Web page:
03 – Sniffer
Playing guitar fast isn’t enough. Playing guitar fast through a voltmeter is. Defies the theory of relativity between good and bad noise.

04 – Drugs
A commentary on both the damaging and medicinal effects of drugs. The accent of the gentleman (believed to be R. Spellman) sounds more intelligent than he might appear.

05 – Chickenbackroadrunner
Some kind of royally fucked up version of a Link Wray instrumental bred with a Modern Lovers Classic, melded through a voltmeter to reach supersonic sounds.

06 – Tribute to Carl Banish
Downward spiral Instrumental featuring the voice of Carl Banish. (?) Why anyone would have a tribute to him is still mysterious. Just who was Carl Banish and why was he so important? Some believe he “lost his life, perusing the sport that meant so much to him” means he was a deep sea diver or a lion tamer.

07 – Ugly Stick
A boppy song made exclusively for driving around New Jersey aimlessly in family cars on a Friday Night learning how to smoke cigars.

08 – Code of the Devil
More voltmeter, break the tape recorder experimental puck rock basement guitar crappola.

09 – Love?!?!
There is only one word to this song. What word can only be both a question and an exclamation simultaneously. Love sneaks up behind you like a overdriven guitar and rips into the most vulnerable parts of your heart. This track was believed to be recorded in a pit of snakes. Johnny Spitfire can be heard laughing like he is possessed or insane at the end. Note the precision drum playing by Andrew Spider’s bother John on this track.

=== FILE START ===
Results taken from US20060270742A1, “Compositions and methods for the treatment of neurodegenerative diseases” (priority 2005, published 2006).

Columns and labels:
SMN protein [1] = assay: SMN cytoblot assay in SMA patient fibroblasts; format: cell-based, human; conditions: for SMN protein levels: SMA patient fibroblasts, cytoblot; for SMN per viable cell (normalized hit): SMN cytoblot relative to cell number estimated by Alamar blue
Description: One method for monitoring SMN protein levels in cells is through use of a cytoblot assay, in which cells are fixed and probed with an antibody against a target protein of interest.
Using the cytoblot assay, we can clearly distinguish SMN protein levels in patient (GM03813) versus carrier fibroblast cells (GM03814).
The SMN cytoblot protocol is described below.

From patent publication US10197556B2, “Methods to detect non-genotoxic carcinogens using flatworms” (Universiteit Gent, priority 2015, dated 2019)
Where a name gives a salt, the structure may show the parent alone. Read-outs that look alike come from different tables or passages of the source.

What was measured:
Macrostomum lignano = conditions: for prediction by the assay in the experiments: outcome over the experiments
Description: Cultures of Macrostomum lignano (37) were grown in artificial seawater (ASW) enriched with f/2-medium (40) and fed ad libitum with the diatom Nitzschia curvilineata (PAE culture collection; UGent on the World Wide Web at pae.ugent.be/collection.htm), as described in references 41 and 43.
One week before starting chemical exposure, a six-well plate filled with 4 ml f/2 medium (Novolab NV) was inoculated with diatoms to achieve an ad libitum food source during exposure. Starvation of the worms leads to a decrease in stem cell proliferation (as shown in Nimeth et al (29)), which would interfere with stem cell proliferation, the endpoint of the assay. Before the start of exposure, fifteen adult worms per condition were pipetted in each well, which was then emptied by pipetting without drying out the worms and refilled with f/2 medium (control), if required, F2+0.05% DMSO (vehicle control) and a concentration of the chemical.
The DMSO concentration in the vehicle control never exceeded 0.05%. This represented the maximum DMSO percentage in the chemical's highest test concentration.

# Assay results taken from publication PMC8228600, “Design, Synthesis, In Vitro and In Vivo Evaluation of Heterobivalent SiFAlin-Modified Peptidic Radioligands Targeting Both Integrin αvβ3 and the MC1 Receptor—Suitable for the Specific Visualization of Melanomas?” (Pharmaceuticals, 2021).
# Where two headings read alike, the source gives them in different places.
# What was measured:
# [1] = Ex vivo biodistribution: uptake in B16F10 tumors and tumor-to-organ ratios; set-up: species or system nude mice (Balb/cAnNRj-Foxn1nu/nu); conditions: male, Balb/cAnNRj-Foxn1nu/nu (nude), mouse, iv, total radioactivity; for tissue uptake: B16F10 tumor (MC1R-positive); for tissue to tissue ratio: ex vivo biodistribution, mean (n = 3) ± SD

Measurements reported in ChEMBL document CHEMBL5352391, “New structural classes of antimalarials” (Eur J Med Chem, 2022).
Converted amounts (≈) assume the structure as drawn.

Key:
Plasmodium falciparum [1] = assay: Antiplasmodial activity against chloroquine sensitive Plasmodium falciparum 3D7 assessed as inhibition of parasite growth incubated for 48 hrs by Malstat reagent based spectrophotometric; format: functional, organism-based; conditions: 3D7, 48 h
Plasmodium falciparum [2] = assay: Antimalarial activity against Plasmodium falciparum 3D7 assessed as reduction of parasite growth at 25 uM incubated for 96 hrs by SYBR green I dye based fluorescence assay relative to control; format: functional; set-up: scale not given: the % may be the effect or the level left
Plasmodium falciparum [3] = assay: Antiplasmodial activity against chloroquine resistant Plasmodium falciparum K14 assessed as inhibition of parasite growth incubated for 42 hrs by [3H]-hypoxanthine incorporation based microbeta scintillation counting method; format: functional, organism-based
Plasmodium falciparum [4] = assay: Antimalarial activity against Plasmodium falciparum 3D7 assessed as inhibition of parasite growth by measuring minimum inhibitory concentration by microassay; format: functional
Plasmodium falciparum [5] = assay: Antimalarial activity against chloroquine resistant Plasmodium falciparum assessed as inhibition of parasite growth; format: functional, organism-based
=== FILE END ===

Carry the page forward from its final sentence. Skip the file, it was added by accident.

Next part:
10 – Where’d you get these quotes?
Tom Brown reading some kind of anti-promotional material put out about the band inviting anti-celebrity as that was their punk rock credo.

11 – Dooop
This appears to be of some kind of karmic/moral lesson. Perhaps the magic word was used to ward off bad hoodoo spirits and re-institute favorable mojo. The genesis of the word is believed to be from Tom Brown and his mythology.

12 – Happiness is…
A reinterpretation of the Charles Schultz classic. This version is distinguished by a certain brilliant dark foreboding. This is not a snoopy comic whatsoever anymore. It is a realization that childhood is gone forever, and adulthood will prove to be a big fat hassle. Vocals by Marc Blade and Robert Spellman.